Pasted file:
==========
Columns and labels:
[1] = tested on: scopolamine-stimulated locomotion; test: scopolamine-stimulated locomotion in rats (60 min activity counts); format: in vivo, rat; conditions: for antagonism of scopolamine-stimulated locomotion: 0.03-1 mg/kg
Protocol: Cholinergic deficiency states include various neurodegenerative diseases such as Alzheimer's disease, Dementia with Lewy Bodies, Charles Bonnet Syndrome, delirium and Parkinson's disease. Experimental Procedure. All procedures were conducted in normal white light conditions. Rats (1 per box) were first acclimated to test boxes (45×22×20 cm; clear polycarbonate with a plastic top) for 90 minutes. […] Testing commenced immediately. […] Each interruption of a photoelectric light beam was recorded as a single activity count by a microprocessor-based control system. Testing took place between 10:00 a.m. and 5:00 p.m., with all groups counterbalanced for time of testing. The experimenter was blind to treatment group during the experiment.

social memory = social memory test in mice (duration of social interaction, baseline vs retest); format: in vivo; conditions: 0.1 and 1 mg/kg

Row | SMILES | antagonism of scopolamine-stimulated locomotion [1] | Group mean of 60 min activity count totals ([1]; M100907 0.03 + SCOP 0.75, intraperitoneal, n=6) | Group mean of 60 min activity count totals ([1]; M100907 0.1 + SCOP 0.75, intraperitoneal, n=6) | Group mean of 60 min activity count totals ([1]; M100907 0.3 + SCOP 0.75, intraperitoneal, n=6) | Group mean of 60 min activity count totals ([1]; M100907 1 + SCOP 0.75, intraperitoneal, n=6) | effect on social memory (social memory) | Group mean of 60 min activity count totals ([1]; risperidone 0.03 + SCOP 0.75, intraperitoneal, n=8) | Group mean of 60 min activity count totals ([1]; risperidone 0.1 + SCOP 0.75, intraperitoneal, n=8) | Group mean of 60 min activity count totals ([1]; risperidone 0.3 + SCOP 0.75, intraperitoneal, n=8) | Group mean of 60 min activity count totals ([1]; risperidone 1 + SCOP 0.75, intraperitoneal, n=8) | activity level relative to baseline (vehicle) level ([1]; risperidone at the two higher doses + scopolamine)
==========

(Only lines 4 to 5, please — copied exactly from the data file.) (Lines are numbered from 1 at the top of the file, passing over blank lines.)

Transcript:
social memory = social memory test in mice (duration of social interaction, baseline vs retest); format: in vivo; conditions: 0.1 and 1 mg/kg

Row | SMILES | antagonism of scopolamine-stimulated locomotion [1] | Group mean of 60 min activity count totals ([1]; M100907 0.03 + SCOP 0.75, intraperitoneal, n=6) | Group mean of 60 min activity count totals ([1]; M100907 0.1 + SCOP 0.75, intraperitoneal, n=6) | Group mean of 60 min activity count totals ([1]; M100907 0.3 + SCOP 0.75, intraperitoneal, n=6) | Group mean of 60 min activity count totals ([1]; M100907 1 + SCOP 0.75, intraperitoneal, n=6) | effect on social memory (social memory) | Group mean of 60 min activity count totals ([1]; risperidone 0.03 + SCOP 0.75, intraperitoneal, n=8) | Group mean of 60 min activity count totals ([1]; risperidone 0.1 + SCOP 0.75, intraperitoneal, n=8) | Group mean of 60 min activity count totals ([1]; risperidone 0.3 + SCOP 0.75, intraperitoneal, n=8) | Group mean of 60 min activity count totals ([1]; risperidone 1 + SCOP 0.75, intraperitoneal, n=8) | activity level relative to baseline (vehicle) level ([1]; risperidone at the two higher doses + scopolamine)